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Sydney domestic recovery lags international for third month

written by Jake Nelson | October 24, 2023

Victor Pody shot these Qantas aircraft at Sydney Airport.

Sydney Airport’s international recovery has outpaced domestic for the third straight month as Chinese numbers continue to grow.

The international terminal saw 1.27 million passengers last month, a 93.1 per cent recovery on September 2019, while the domestic terminals saw 2.10 million passengers, a 91.7 per cent recovery. Total numbers recovered 92.3 per cent, the airport’s strongest post-COVID-19 month yet.

New Zealand and Chinese passengers were the two highest foreign nationalities to use the airport in September, with NZ at 99 per cent and China at 78 per cent of pre-COVID-19 figures. The Chinese recovery is up from 67 per cent in August.

Travellers from South Korea and Vietnam were above pre-pandemic levels, with 48 per cent and 33 per cent growth over September 2019 respectively, though Vietnamese travel may suffer in future months amid reports Bamboo Airways is axing Australian services.

According to CEO Geoff Culbert, the airport is now “within touching distance” of a full recovery.


“Increased capacity from China, boosted by the return of group travel, and a big jump in trans-Tasman travel over the school holiday period helped the airport record its strongest international passenger traffic since the border reopened,” Culbert said.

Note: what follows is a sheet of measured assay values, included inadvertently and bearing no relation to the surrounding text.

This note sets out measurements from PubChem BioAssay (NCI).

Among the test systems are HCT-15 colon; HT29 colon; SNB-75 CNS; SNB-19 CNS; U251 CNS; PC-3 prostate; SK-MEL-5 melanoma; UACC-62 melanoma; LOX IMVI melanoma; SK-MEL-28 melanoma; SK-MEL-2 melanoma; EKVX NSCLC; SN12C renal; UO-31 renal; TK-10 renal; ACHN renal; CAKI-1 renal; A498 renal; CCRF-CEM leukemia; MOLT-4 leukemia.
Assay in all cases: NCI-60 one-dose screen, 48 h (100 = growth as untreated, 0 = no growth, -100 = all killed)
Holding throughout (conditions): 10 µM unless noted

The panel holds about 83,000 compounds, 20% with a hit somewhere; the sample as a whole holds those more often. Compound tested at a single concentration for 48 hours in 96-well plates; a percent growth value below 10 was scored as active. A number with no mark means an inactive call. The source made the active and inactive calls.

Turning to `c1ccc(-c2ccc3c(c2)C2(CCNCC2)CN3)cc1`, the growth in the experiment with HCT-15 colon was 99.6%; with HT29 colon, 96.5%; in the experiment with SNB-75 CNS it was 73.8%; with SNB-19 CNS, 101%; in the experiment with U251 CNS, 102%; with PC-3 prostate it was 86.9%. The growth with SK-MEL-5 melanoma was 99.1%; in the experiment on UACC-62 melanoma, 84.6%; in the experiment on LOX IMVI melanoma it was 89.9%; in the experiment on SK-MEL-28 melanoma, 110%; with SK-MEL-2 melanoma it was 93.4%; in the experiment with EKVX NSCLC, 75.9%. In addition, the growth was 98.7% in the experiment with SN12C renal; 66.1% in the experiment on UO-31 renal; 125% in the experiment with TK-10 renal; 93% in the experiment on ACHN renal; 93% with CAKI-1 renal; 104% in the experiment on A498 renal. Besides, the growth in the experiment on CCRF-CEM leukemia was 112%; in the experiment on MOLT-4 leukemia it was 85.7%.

“Seat supply continues to be the lead indicator of market recovery. Pleasingly, we continue to see strong demand from international markets where capacity has returned to, or is above, pre-Covid levels.

“However, where seat supply is still lagging well behind 2019 levels, market recovery is tracking with seat supply. This includes some key markets like the Middle East, North America, Hong Kong and Taiwan.

“Domestically, we continue to see reduced seat supply across Sydney Airport’s busiest routes, which is reflected in the domestic recovery lagging internationally.”

The surge in international travel is a similar story to Melbourne Airport, whose CEO Lorie Argus has called for more competition from overseas carriers.

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